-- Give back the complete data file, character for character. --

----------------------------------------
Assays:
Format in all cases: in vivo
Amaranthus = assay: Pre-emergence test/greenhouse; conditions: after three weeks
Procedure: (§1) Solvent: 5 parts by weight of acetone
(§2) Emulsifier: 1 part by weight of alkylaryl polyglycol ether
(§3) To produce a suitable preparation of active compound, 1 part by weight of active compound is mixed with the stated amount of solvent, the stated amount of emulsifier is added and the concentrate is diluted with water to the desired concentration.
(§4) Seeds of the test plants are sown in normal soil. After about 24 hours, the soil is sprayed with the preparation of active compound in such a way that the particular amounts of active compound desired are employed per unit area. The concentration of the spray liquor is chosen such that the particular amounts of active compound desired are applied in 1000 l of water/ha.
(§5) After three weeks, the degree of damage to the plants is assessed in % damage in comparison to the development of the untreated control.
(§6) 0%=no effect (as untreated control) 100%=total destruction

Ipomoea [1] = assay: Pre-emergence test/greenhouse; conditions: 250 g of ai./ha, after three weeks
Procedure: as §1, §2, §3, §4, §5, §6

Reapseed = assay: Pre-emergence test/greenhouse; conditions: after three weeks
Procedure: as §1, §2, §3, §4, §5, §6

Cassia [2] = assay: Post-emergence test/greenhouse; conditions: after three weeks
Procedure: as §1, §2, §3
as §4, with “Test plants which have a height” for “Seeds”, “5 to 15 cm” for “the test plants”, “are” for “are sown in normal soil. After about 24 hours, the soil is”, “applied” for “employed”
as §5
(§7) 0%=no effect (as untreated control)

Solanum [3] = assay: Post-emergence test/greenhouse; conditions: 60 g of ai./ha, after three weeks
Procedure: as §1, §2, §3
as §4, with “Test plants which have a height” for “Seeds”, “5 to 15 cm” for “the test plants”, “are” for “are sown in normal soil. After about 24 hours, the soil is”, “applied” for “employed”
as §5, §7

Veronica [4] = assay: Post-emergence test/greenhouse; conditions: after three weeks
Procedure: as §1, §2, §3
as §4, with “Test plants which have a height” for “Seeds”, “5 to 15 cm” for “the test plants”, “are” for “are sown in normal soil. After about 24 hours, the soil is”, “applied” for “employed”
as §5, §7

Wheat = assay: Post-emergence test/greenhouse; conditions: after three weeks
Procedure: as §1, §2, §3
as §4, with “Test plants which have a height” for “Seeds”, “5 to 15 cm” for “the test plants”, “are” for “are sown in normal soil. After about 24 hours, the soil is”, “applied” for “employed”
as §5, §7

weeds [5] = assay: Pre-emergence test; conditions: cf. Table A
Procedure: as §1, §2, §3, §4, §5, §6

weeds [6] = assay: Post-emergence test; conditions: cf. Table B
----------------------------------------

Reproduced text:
Assays:
Format in all cases: in vivo
Amaranthus = assay: Pre-emergence test/greenhouse; conditions: after three weeks
Procedure: (§1) Solvent: 5 parts by weight of acetone
(§2) Emulsifier: 1 part by weight of alkylaryl polyglycol ether
(§3) To produce a suitable preparation of active compound, 1 part by weight of active compound is mixed with the stated amount of solvent, the stated amount of emulsifier is added and the concentrate is diluted with water to the desired concentration.
(§4) Seeds of the test plants are sown in normal soil. After about 24 hours, the soil is sprayed with the preparation of active compound in such a way that the particular amounts of active compound desired are employed per unit area. The concentration of the spray liquor is chosen such that the particular amounts of active compound desired are applied in 1000 l of water/ha.
(§5) After three weeks, the degree of damage to the plants is assessed in % damage in comparison to the development of the untreated control.
(§6) 0%=no effect (as untreated control) 100%=total destruction

Ipomoea [1] = assay: Pre-emergence test/greenhouse; conditions: 250 g of ai./ha, after three weeks
Procedure: as §1, §2, §3, §4, §5, §6

Reapseed = assay: Pre-emergence test/greenhouse; conditions: after three weeks
Procedure: as §1, §2, §3, §4, §5, §6

Cassia [2] = assay: Post-emergence test/greenhouse; conditions: after three weeks
Procedure: as §1, §2, §3
as §4, with “Test plants which have a height” for “Seeds”, “5 to 15 cm” for “the test plants”, “are” for “are sown in normal soil. After about 24 hours, the soil is”, “applied” for “employed”
as §5
(§7) 0%=no effect (as untreated control)

Solanum [3] = assay: Post-emergence test/greenhouse; conditions: 60 g of ai./ha, after three weeks
Procedure: as §1, §2, §3
as §4, with “Test plants which have a height” for “Seeds”, “5 to 15 cm” for “the test plants”, “are” for “are sown in normal soil. After about 24 hours, the soil is”, “applied” for “employed”
as §5, §7

Veronica [4] = assay: Post-emergence test/greenhouse; conditions: after three weeks
Procedure: as §1, §2, §3
as §4, with “Test plants which have a height” for “Seeds”, “5 to 15 cm” for “the test plants”, “are” for “are sown in normal soil. After about 24 hours, the soil is”, “applied” for “employed”
as §5, §7

Wheat = assay: Post-emergence test/greenhouse; conditions: after three weeks
Procedure: as §1, §2, §3
as §4, with “Test plants which have a height” for “Seeds”, “5 to 15 cm” for “the test plants”, “are” for “are sown in normal soil. After about 24 hours, the soil is”, “applied” for “employed”
as §5, §7

weeds [5] = assay: Pre-emergence test; conditions: cf. Table A
Procedure: as §1, §2, §3, §4, §5, §6

weeds [6] = assay: Post-emergence test; conditions: cf. Table B